Mohamud bases his contention on Chandler v. State, 261 Ga. 402, 407(3)(c), 405 S.E.2d 669 (1991), in which this Court created an evidentiary exception “permit[ting] a defendant claiming justification to introduce evidence of specific acts of violence by the victim against third persons.” Chandler, however, was decided under Georgia's old evidence code, and, it related specifically to the application of that old code. The present case, because it was tried on or after January 1, 2013, is subject to the new evidence code, under which the admissibility of evidence of a victim's character is governed by OCGA § 24–4–404 and OCGA § 24–4–405.
*536OCGA § 24–4–404(a)(2) states:
Evidence of a person's character or a trait of character shall not be admissible for the purpose of proving action in conformity therewith on a particular occasion, except for: ... (2) Subject to the limitations imposed by Code Section 24–4–412, evidence of a pertinent trait of character of the alleged victim of the crime offered by an accused or by the prosecution to rebut the same; or evidence of a character trait of peacefulness of the alleged victim offered by the prosecution in a homicide case to rebut evidence that the alleged victim was the first aggressor.
OCGA § 24–4–405(a) further provides: “In all proceedings in which evidence of character or a trait of character of a person is admissible, proof shall be made by testimony as to reputation or by testimony in the form of an opinion.” Therefore, as a general rule, character evidence of a victim is limited to reputation or opinion, not specific bad acts. Therefore, the evidentiary rule set forth in Chandler does not remain viable under the new evidence code, and Mohamud's argument based on this outdated precedent fails.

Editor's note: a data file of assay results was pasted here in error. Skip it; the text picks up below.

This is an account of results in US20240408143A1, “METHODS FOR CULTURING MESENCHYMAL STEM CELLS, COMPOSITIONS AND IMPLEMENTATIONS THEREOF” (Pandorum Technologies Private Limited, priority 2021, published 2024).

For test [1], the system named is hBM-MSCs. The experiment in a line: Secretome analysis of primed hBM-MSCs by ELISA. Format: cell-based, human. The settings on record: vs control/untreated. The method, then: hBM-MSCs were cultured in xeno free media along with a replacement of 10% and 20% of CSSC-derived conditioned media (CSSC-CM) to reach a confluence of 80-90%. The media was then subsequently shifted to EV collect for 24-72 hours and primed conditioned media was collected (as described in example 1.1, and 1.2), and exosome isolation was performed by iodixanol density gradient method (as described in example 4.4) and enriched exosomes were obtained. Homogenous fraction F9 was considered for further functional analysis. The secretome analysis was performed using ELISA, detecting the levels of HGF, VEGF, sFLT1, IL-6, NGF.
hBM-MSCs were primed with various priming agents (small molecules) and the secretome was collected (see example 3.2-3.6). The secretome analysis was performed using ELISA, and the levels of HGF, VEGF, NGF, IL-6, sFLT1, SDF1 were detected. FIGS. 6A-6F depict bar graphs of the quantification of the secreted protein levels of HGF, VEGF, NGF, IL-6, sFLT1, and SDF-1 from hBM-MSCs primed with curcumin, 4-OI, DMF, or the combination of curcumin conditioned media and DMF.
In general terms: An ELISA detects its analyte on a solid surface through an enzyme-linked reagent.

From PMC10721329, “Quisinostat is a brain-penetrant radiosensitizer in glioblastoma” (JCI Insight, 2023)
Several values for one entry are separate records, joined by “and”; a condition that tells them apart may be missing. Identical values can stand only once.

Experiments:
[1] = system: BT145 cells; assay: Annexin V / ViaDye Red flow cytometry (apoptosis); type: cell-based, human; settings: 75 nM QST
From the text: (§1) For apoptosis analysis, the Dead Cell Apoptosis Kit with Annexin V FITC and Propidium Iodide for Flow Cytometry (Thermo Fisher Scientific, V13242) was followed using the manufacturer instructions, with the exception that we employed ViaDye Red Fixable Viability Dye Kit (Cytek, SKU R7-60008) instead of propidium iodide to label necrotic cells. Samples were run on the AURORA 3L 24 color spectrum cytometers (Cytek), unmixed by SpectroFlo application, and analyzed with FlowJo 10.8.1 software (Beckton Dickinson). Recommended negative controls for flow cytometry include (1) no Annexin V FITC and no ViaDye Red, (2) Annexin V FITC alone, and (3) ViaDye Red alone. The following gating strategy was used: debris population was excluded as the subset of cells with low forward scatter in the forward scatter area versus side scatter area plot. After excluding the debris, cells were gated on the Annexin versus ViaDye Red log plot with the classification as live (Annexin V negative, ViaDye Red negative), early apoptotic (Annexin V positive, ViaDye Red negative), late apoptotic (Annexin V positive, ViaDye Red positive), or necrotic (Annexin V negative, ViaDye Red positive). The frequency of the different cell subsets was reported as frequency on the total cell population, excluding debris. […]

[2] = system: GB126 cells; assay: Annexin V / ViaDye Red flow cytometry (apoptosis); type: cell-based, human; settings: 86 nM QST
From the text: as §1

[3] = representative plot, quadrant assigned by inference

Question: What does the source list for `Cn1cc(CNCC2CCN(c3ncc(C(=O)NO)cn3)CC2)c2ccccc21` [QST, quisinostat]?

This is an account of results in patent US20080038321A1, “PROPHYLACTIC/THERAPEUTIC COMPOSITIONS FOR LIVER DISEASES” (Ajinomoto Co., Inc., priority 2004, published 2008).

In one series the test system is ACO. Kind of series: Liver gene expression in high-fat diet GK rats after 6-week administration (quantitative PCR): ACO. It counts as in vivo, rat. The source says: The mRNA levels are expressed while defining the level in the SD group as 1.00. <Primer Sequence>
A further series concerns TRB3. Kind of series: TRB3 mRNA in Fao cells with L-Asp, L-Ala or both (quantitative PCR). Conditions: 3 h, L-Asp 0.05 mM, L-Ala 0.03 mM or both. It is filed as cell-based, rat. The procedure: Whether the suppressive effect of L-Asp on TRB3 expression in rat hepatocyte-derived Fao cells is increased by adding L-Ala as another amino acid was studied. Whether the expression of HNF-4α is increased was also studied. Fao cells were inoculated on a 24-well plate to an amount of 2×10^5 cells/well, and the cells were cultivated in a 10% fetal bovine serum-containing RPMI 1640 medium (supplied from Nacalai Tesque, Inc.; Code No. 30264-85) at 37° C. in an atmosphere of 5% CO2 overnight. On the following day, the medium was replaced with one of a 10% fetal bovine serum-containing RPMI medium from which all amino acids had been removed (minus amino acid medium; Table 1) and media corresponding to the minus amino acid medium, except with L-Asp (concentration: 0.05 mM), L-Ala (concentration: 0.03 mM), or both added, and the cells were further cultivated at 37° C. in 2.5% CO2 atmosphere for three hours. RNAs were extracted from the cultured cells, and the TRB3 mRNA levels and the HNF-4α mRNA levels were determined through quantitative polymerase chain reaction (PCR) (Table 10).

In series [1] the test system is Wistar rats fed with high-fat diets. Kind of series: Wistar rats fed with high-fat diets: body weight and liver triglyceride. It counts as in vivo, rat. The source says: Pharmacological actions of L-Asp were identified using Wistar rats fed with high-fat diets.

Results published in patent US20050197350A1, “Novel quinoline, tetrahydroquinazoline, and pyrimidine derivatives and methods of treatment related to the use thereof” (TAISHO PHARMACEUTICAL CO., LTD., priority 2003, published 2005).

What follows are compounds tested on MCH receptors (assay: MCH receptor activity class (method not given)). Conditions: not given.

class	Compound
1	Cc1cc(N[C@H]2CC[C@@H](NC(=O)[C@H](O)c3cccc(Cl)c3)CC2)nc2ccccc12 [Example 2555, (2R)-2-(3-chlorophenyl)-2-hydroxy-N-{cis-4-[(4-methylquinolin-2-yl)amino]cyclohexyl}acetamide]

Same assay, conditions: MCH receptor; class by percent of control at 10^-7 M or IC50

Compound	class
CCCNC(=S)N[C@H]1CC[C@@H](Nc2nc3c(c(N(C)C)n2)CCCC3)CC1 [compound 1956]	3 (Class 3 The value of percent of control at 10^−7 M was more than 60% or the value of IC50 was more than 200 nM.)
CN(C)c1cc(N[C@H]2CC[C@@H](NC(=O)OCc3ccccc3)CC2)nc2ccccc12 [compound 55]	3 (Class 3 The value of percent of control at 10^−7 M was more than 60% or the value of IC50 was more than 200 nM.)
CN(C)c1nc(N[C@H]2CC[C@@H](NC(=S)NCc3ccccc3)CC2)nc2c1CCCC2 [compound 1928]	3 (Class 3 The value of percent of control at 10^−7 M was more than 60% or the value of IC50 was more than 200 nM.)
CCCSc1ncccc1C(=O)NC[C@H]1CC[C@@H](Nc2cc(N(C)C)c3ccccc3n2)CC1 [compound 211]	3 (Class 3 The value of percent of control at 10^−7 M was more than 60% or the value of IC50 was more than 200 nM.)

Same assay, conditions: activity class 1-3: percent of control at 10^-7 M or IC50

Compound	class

We note that one commentator has suggested the possibility of an exception to this rule which would “allow specific acts of evidence of a victim's violent disposition of which the defendant had personal knowledge to show the defendant's state of mind.” Jack Goger, Daniel's Georgia Handbook on Criminal Evidence § 4:42 (2014 ed.). That issue, however, is not presently before us, and we do not reach it.
4. Mohamud contends that the guilty verdict for aggravated assault should have been merged into the conviction for malice murder for purposes of sentencing. OCGA § 16–1–7(a)(1) prohibits convicting a defendant of more than one crime if one crime is included in another. Drinkard v. Walker, 281 Ga. 211, 212, 636 S.E.2d 530 (2006). Under the “required evidence” test adopted in Drinkard, “where the same act or transaction constitutes the violation of two distinct statutory provisions, the test to be applied to determine whether there are two offenses or only one, is whether each provision requires proof of a fact which the other does not.” Id. at 215, 636 S.E.2d 530. In this case, Mohamud was indicted for the aggravated assault of Perkins by pointing a handgun at him and the malice murder of Perkins by immediately shooting him a single time with that same handgun. Under these facts, the aggravated assault was wholly included in the act of malice murder, and, as the State concedes, should have been merged with the conviction for malice murder for purposes of sentencing. As a result, Mohamud's sentence for aggravated assault must be vacated.
Judgment affirmed in part and vacated in part.